Themes of non-intervention studies

Reflections on sitting and health effects

Desk-based workers reflected that they spent most of their workday sitting and were interested in the opportunity to reduce workplace sitting. However, there was generally limited knowledge of what amount of sitting time was appropriate to avoid adverse health outcomes, or how often sitting should be broken up during the workday. Although too much sitting was identified as a potential health risk factor, health effects attributable to sitting were generally related to musculoskeletal problems (e.g. sore neck, back) rather than longer-term chronic diseases. Not all workers had a clear understanding of the difference between too much sitting, and physical inactivity (i.e. not meeting recommended guidelines for physical activity, independent of the amount of sitting time accumulated across the day).

Expected and experienced benefits of sitting less

The opportunity to sit less at work was perceived to have a number of potential benefits. These included work-related benefits, such as improved productivity through shorter, standing meetings, and gaining new insights or perspectives when walking. Potential health and well-being benefits noted of taking more breaks or walking more included feeling more refreshed, and “giving [the] brain a little bit of a break” [12]. In two studies [22, 23], walking meetings or walking clubs were perceived to have social benefits by bringing co-workers closer together.

Barriers to reducing sitting

A number of factors were perceived to act as barriers to the ability to reduce workplace sitting time. In line with the ecological model of sedentary behaviour [24, 25], these were grouped under individual-level (e.g. personal preferences, health), work-related (e.g. work load), environmental (e.g. physical office layout), organisational and social-level factors. (e.g. social support). A summary of this information is presented below, while a more detailed list of barriers (and facilitators) to reducing workplace sitting, across intervention and non-intervention studies, is presented in Table 3 with accompanying quotes.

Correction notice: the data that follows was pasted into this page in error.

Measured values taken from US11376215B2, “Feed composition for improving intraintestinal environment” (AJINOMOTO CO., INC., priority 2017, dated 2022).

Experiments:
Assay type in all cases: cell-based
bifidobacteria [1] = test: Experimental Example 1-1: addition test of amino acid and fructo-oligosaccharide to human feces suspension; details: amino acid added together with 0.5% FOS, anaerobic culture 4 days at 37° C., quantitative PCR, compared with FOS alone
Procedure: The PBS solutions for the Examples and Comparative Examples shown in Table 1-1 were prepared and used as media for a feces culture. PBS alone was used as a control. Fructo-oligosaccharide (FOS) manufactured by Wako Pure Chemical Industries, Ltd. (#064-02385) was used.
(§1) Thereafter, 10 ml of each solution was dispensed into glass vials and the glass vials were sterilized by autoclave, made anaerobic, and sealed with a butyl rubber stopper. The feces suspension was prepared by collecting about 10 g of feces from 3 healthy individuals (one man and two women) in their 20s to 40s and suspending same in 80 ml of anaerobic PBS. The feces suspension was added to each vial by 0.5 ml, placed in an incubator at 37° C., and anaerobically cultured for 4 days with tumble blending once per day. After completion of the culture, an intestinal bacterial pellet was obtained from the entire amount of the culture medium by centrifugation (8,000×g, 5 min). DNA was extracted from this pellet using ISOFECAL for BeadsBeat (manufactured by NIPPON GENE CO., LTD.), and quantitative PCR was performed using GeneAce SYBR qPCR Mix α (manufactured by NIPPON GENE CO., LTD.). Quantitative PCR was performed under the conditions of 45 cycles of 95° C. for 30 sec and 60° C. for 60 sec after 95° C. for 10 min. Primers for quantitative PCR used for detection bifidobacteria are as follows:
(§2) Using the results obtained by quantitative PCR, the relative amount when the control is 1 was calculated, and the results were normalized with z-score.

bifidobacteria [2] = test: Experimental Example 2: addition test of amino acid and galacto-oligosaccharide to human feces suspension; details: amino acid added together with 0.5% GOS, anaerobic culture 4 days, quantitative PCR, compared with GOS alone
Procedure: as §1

Table 3

Barriers and facilitators to reducing workplace sitting across non-intervention and intervention studies

 

Non-intervention studies

Intervention studies

Quotes

Individual Level

Barriers

Barriers

 

- Sitting as a long-term habit – hard to change

- Individual choice to remain sedentary

- Being tired or standing perceived to be tiring/uncomfortable

- Concern that reducing sitting equates to “standing all day”

- Need to see a personal benefit (e.g. health benefit)

- Competing priorities affecting behavioural change

- Habit/forgetting to change posture

- Not being aware/able to estimate how much time is spent sitting

- Individual preference in sitting/standing for different work tasks

- Standing contributed to musculoskeletal discomfort.

- Difficult concentrating when standing

- Needing further instruction on how to engage with strategies

- Need appropriate footwear for standing

- Individual frustrations with strategies (see Strategy-specific barriers and facilitators)

Habit:“ ... I have the intention, but I forget to get up ...” Employee, intervention study [20]

Individual choice: “I’ve gone from a standing up for 10 hours a day job, so I enjoy the sitting” Employee, non-intervention study [48]

Facilitators

Facilitators

 

- Individual motivation or commitment

- Feeling personal benefits from reducing sitting

- Individual motivation or personal challenge

- Awareness of amount of time spent sitting

- Sitting less becoming habitual

- Experiencing health benefits from sitting less (such as reduced tiredness, greater concentration or alleviating musculoskeletal problems)

- Perceived improvement in concentration/productivity

- Having the choice and flexibility to change posture

Individual motivation: “I used to make a conscious effort to get up out of my desk, talk to people, interact. It comes down to the individual. It’s how you manage your workload on a daily basis.” Employee, non-intervention study [28]

Work-related

Barriers

Barriers

 

- Work requires the use of a computer (and seated posture)

- Work has become more sedentary due to increasing use of technology

- Some roles more sedentary than others

- Employee/manager perception that taking breaks interrupts work flow/affects productivity

- Perception that cognitive work requires people to be sitting down

- Caught up in work – not noticing prolonged sitting

- Home working and flexi-time strategies lead to more sitting

- Shift work as a barrier to being active

- Screen based work

- Some job roles not considered appropriate to perform standing (e.g. receptionist)

- Some tasks difficult to perform standing

- Work load and time pressures limit ability to take breaks or engage with strategies considered an “interruption” to work tasks